ESL Speaking Tests: Some Options

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ESL Speaking Test Options

There are a few different options for ESL speaking tests, all of which have their advantages and disadvantages in terms of teacher effort, ease of grading and how well it measures what you’re trying to measure.

ESL Speaking Test Option #1: Speeches for ESL Students

Some teachers put a big emphasis upon this, but a speech is more an academic thing to me and not a true test of communication skills so if you teach a conversation class, it’s not ideal. Communication, is more of a 2-way thing and is far better judged by the following speaking test styles I’ll mention below. But, if you’re going to do the speech thing, check out:

Ideas for Presentation Projects

ESL Speaking Test Option #2: A Dialogue

This is something that students prepare at home and perform in front of the teacher, or class. Many of my fellow teachers do this, but I’m not sure this is ideal either. Generally, the best students will write it, and then the rest of the team will memorize. However, to me, memorization isn’t really a true test of English communication. In general, I much prefer something where the questions/answers can’t be known ahead of time. This is how real communication actually works.

ESL Speaking Test Option #3: Question and Answers, with another student

This happens between 2 students, chosen at random on the day of the test. These days, this is by far my favorite way to conduct ESL speaking tests, since the teacher can just listen and not act an examiner at the same time which makes it far less exhausting. I’m all about the student-centered as well and so anything that can put the pressure on them and not on me is my goal. Check out this ESL speaking rubric for some ideas on how I evaluate this kind of exam.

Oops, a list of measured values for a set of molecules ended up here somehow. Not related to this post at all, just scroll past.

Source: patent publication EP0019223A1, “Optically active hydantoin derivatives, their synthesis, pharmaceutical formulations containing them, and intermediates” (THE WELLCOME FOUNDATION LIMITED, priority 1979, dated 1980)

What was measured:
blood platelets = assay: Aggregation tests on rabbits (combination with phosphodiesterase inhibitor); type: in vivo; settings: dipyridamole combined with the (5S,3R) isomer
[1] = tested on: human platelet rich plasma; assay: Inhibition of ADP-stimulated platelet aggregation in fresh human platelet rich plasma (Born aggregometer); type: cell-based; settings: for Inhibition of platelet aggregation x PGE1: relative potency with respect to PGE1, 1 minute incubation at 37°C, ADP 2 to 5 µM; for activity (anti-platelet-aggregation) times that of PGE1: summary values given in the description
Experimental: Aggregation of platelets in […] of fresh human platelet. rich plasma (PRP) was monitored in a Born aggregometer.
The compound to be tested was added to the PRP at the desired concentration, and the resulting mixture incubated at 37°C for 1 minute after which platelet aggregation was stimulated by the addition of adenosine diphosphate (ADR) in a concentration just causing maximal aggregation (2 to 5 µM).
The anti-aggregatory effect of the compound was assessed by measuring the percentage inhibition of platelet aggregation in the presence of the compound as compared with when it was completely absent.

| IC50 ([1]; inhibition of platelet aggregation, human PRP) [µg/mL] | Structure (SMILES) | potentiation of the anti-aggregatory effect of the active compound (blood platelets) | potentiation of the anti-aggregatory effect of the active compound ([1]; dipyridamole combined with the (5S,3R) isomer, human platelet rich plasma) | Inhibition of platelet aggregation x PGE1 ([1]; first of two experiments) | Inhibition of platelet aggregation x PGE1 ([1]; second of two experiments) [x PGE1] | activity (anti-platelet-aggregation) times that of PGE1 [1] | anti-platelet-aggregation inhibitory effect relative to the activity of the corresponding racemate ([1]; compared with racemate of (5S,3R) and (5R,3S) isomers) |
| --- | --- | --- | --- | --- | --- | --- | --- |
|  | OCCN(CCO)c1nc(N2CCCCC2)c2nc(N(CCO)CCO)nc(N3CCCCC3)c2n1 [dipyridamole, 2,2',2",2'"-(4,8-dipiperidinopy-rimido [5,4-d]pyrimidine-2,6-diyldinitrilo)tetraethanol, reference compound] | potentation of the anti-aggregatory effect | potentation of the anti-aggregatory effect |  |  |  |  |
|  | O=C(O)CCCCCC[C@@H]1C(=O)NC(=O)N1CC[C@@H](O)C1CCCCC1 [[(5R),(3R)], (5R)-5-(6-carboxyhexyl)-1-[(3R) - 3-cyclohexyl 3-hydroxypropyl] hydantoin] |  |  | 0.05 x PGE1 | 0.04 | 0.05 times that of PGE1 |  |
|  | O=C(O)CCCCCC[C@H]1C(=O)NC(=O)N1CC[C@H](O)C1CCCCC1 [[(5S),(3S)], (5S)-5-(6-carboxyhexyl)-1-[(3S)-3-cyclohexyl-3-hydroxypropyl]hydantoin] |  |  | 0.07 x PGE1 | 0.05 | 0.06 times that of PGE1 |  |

ESL Speaking Test Option #4: Questions and Answers, with me

This is where the teacher has a short conversation with the teacher, individually. This is a very accurate way to test students but the huge negative is the exhaustion factor, especially with very low-level students. There is basically nothing more tedious than having 1-1 conversations with someone who is just waiting for the teacher to ask them question after question and having people only give 1-2 word answers in return.

Don’t Like to Waste Your Time?

Nobody likes wasting their time, in testing, lesson planning or doing admin. Here are ten tips that are going to save you a ton of time on all those things. Although the post is written for teaching in a Korean university, most of the principles are general enough to be applicable for a wide range of situations.

Top 10 Time-Savers When Teaching in a Korean University

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2 Comments

  1. Pingback: Multi Level ESL Classes: How to handle them

  2. Pingback: ESL Teacher Burnout: Here's How to Avoid It -

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